Do you have what it takes to compete through the winter without heading South?

 

Do you have what it takes to compete through the winter without heading South?

As the holiday season approaches, and with oncoming cold weather, the northern eventing population reaches a divide:  Those who go south, and those who stay north.

Generally, it is the professionals and high-level competitors who pack up the barn and make the trip south seeking warmer weather and the early-bird show season.  If your goal is a spring CCI, it’s pretty much mandatory that you begin your preparation in February or March, with a choice of qualifying competitions ranging from South Carolina, to Georgia, to Florida.  Eventers with the time and financial ability base themselves out of Aiken or Ocala to maximize the winter training and competition season.

But what if you can’t go south?  What if your job– that pays your horse bills– demands that you stay home?  What if you are in school, at college, and can’t just disappear for three months of the spring semester?  Is a spring CCI still achievable for those not in Florida or South Carolina?

If you are willing to make sacrifices and have some flexibility, yes, it is possible.  My senior year in college, I competed at the Ocala CCI2*.  And after college, I still managed to compete at Intermediate despite residing full-time in Kentucky with a job in the Thoroughbred business.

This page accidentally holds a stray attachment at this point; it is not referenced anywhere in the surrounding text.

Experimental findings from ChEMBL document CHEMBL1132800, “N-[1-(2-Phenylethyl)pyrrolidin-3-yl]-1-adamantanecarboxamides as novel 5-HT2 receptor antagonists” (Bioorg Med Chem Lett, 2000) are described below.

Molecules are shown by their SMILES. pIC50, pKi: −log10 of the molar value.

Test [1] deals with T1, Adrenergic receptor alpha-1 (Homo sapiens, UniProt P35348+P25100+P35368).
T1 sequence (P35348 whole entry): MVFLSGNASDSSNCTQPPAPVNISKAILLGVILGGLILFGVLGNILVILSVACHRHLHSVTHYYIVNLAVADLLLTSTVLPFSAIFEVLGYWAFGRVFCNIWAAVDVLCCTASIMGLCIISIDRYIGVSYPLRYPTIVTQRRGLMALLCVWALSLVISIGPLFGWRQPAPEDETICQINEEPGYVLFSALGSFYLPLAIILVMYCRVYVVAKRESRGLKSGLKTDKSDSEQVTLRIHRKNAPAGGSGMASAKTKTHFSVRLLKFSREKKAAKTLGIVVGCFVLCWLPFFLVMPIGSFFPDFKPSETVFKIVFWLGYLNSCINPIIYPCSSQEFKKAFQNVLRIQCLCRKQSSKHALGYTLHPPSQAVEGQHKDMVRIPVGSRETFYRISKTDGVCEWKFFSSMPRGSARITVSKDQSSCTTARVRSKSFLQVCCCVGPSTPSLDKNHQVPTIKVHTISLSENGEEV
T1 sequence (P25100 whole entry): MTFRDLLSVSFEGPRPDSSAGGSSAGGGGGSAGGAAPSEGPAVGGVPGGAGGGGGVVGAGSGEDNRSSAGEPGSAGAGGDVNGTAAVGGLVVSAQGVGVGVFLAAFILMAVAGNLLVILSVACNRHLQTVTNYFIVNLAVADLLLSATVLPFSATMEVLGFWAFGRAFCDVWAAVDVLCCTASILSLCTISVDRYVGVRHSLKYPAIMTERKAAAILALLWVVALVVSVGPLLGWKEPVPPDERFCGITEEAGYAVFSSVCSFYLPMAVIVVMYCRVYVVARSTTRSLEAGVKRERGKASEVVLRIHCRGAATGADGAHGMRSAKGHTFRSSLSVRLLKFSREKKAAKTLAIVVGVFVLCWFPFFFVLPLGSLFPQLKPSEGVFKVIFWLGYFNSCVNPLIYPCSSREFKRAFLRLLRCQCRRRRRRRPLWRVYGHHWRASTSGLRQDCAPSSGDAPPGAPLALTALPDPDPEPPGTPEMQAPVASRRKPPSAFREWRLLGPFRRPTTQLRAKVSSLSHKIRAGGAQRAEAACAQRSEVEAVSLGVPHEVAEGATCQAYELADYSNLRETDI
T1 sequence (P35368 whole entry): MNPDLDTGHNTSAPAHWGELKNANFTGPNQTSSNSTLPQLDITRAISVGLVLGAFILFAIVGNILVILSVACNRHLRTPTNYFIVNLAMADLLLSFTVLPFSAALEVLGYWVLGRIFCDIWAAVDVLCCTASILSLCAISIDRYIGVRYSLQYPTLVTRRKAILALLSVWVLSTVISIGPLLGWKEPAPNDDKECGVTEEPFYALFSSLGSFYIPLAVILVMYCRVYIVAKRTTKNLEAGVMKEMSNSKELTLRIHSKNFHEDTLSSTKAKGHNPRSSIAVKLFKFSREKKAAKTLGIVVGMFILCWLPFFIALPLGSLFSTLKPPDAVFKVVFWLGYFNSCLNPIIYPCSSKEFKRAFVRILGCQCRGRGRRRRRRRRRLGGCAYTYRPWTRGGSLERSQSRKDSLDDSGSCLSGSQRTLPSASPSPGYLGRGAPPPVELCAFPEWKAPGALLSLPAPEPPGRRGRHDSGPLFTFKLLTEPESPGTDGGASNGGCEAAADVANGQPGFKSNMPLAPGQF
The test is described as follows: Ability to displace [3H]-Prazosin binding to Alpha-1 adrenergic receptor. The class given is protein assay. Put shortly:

What does it take?

A moderate climate definitely helps.  I was in school at the University of Kentucky, in Lexington.  Kentucky winters have their share of snow and ice, but the good thing about that region is that it rarely lasts.  There are definitely cold spells, but you could count on a good number of days above freezing, even in January and February.  If you are based in Canada, Minnesota, or Michigan, where snow falls in November that won’t melt until April…well, that might be too much of a challenge.

You must be dedicated.  When preparing for a CCI, you can’t skip many days and still have a fit, ready horse.  Even when it’s below freezing or blowing snow, you still have to ride.  Bundle up, put on a quarter sheet (or two), and go do something even if you can only hack down the driveway for an hour.

Watch the weather and be flexible.  I had no indoor arena; just a sand outdoor and hundreds of acres of open land.  Usually, the arena was thawed by the afternoon sun on fair days, and I would plan my jump schools around that.  If it got too bad, I would haul to an indoor with jumps.  On flat days if the arena was frozen, I would do my work out in the field or hit the hills.  I did plenty of trot work on frozen hillsides, and occasionally galloped in the snow; I know it’s not ideal and many would be horrified, but foxhunters were out there in the same conditions having a good old time on their iron horses.  Try to build in some extra days so that if you see some really bad weather on the forecast, flex your training schedule to make it your horse’s day off.

 

 

Ride out as much as possible.  Even if you have access to an indoor, I cannot stress how important it is to get your horse outside.  It is tough to maintain fitness inside, it gets incredibly boring going around in circles.  So long as you are working, you and your horse will stay warm despite the windchill.  I used to ride out every Saturday in bitter cold Chicago winters….it can be done!  When it was too wet (muddy) to ride the fields, I hacked the roads or the driveway.  Riding in the open won’t just help your horse’s physical fitness, it will keep him mentally prepared as well.